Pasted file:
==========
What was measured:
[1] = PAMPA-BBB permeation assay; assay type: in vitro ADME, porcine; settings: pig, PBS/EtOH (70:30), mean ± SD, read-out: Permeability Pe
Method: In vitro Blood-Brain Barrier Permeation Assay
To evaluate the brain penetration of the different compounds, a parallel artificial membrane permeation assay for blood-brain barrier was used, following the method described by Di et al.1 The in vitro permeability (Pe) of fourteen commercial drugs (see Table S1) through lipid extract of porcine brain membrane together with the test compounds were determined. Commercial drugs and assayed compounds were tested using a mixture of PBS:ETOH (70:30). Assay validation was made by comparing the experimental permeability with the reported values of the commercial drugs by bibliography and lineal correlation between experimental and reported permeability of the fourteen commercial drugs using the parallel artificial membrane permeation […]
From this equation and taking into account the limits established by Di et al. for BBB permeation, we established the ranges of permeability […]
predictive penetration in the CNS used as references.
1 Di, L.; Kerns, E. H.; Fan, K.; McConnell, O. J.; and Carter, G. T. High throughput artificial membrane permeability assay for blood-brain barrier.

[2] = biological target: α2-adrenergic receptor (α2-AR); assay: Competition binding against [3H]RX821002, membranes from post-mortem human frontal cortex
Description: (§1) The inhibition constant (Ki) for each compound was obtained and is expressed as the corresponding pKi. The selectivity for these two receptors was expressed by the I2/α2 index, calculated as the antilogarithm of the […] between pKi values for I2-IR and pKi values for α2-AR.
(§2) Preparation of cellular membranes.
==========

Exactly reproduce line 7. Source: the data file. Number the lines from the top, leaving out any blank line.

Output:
1 Di, L.; Kerns, E. H.; Fan, K.; McConnell, O. J.; and Carter, G. T. High throughput artificial membrane permeability assay for blood-brain barrier.